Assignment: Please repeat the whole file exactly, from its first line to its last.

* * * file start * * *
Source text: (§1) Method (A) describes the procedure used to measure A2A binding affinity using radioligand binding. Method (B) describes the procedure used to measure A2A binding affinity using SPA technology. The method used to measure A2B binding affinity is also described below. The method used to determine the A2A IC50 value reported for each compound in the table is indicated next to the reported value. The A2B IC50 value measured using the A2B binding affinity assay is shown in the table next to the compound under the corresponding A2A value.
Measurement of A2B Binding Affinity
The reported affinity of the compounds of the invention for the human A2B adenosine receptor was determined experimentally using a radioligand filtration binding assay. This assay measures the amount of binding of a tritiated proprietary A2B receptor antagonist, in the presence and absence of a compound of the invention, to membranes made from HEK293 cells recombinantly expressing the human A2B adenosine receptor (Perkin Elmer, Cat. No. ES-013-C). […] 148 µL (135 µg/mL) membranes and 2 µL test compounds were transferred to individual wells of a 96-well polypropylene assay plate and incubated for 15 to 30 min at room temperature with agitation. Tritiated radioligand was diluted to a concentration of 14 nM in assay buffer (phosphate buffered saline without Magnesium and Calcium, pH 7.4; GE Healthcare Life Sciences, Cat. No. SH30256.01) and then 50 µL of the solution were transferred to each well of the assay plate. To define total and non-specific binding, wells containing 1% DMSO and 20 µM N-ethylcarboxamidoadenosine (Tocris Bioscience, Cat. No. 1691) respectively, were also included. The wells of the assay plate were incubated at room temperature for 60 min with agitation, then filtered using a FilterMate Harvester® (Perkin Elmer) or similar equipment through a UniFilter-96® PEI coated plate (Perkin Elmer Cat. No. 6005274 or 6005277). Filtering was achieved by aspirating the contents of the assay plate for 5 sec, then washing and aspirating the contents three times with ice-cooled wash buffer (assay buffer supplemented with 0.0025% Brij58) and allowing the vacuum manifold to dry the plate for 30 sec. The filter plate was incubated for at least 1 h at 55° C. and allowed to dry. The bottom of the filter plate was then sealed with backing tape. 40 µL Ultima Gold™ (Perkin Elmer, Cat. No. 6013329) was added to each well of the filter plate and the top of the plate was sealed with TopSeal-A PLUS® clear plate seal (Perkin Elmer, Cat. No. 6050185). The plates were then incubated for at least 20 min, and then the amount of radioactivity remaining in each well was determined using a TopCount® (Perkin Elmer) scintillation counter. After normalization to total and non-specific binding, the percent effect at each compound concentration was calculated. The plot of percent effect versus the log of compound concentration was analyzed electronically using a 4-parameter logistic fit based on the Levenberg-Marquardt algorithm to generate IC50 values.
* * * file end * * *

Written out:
Source text: (§1) Method (A) describes the procedure used to measure A2A binding affinity using radioligand binding. Method (B) describes the procedure used to measure A2A binding affinity using SPA technology. The method used to measure A2B binding affinity is also described below. The method used to determine the A2A IC50 value reported for each compound in the table is indicated next to the reported value. The A2B IC50 value measured using the A2B binding affinity assay is shown in the table next to the compound under the corresponding A2A value.
Measurement of A2B Binding Affinity
The reported affinity of the compounds of the invention for the human A2B adenosine receptor was determined experimentally using a radioligand filtration binding assay. This assay measures the amount of binding of a tritiated proprietary A2B receptor antagonist, in the presence and absence of a compound of the invention, to membranes made from HEK293 cells recombinantly expressing the human A2B adenosine receptor (Perkin Elmer, Cat. No. ES-013-C). […] 148 µL (135 µg/mL) membranes and 2 µL test compounds were transferred to individual wells of a 96-well polypropylene assay plate and incubated for 15 to 30 min at room temperature with agitation. Tritiated radioligand was diluted to a concentration of 14 nM in assay buffer (phosphate buffered saline without Magnesium and Calcium, pH 7.4; GE Healthcare Life Sciences, Cat. No. SH30256.01) and then 50 µL of the solution were transferred to each well of the assay plate. To define total and non-specific binding, wells containing 1% DMSO and 20 µM N-ethylcarboxamidoadenosine (Tocris Bioscience, Cat. No. 1691) respectively, were also included. The wells of the assay plate were incubated at room temperature for 60 min with agitation, then filtered using a FilterMate Harvester® (Perkin Elmer) or similar equipment through a UniFilter-96® PEI coated plate (Perkin Elmer Cat. No. 6005274 or 6005277). Filtering was achieved by aspirating the contents of the assay plate for 5 sec, then washing and aspirating the contents three times with ice-cooled wash buffer (assay buffer supplemented with 0.0025% Brij58) and allowing the vacuum manifold to dry the plate for 30 sec. The filter plate was incubated for at least 1 h at 55° C. and allowed to dry. The bottom of the filter plate was then sealed with backing tape. 40 µL Ultima Gold™ (Perkin Elmer, Cat. No. 6013329) was added to each well of the filter plate and the top of the plate was sealed with TopSeal-A PLUS® clear plate seal (Perkin Elmer, Cat. No. 6050185). The plates were then incubated for at least 20 min, and then the amount of radioactivity remaining in each well was determined using a TopCount® (Perkin Elmer) scintillation counter. After normalization to total and non-specific binding, the percent effect at each compound concentration was calculated. The plot of percent effect versus the log of compound concentration was analyzed electronically using a 4-parameter logistic fit based on the Levenberg-Marquardt algorithm to generate IC50 values.